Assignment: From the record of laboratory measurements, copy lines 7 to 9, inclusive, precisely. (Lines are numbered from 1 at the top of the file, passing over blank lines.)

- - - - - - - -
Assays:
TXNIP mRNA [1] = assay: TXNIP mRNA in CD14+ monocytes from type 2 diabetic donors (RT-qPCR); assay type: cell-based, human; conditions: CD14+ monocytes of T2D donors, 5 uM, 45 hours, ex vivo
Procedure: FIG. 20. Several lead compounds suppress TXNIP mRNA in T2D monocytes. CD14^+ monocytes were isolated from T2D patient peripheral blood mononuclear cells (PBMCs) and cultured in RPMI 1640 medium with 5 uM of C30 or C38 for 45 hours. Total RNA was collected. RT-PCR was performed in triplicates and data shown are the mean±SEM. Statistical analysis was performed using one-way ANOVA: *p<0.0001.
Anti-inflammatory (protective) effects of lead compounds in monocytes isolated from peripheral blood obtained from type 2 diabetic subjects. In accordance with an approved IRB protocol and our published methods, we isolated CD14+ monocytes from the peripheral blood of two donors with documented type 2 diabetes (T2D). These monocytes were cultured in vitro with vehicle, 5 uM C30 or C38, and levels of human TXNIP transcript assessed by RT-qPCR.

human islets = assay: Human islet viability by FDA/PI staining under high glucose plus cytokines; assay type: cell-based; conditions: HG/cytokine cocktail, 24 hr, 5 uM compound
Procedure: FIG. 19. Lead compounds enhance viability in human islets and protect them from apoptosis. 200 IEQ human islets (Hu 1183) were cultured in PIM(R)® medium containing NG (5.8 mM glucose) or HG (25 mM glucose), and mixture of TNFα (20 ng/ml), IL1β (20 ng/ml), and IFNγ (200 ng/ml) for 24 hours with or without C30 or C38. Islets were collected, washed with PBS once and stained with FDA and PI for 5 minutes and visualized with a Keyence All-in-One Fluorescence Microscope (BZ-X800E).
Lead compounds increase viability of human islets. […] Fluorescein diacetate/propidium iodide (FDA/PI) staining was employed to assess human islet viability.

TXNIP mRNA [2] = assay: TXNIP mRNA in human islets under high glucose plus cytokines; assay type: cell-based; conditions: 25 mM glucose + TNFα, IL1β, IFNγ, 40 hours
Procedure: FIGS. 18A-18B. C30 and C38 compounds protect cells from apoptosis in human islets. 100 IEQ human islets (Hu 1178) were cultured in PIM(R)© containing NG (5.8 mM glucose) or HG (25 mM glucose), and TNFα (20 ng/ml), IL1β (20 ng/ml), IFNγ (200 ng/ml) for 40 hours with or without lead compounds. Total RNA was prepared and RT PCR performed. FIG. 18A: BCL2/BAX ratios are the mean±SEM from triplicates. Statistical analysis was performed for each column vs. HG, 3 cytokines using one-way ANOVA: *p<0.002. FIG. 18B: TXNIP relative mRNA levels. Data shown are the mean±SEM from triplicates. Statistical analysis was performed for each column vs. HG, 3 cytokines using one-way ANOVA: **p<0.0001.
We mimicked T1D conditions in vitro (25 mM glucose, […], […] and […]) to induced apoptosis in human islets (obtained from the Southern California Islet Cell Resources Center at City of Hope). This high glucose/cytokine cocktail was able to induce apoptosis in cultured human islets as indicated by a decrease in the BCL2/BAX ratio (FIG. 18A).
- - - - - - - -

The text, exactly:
Lead compounds increase viability of human islets. […] Fluorescein diacetate/propidium iodide (FDA/PI) staining was employed to assess human islet viability.

TXNIP mRNA [2] = assay: TXNIP mRNA in human islets under high glucose plus cytokines; assay type: cell-based; conditions: 25 mM glucose + TNFα, IL1β, IFNγ, 40 hours
Procedure: FIGS. 18A-18B. C30 and C38 compounds protect cells from apoptosis in human islets. 100 IEQ human islets (Hu 1178) were cultured in PIM(R)© containing NG (5.8 mM glucose) or HG (25 mM glucose), and TNFα (20 ng/ml), IL1β (20 ng/ml), IFNγ (200 ng/ml) for 40 hours with or without lead compounds. Total RNA was prepared and RT PCR performed. FIG. 18A: BCL2/BAX ratios are the mean±SEM from triplicates. Statistical analysis was performed for each column vs. HG, 3 cytokines using one-way ANOVA: *p<0.002. FIG. 18B: TXNIP relative mRNA levels. Data shown are the mean±SEM from triplicates. Statistical analysis was performed for each column vs. HG, 3 cytokines using one-way ANOVA: **p<0.0001.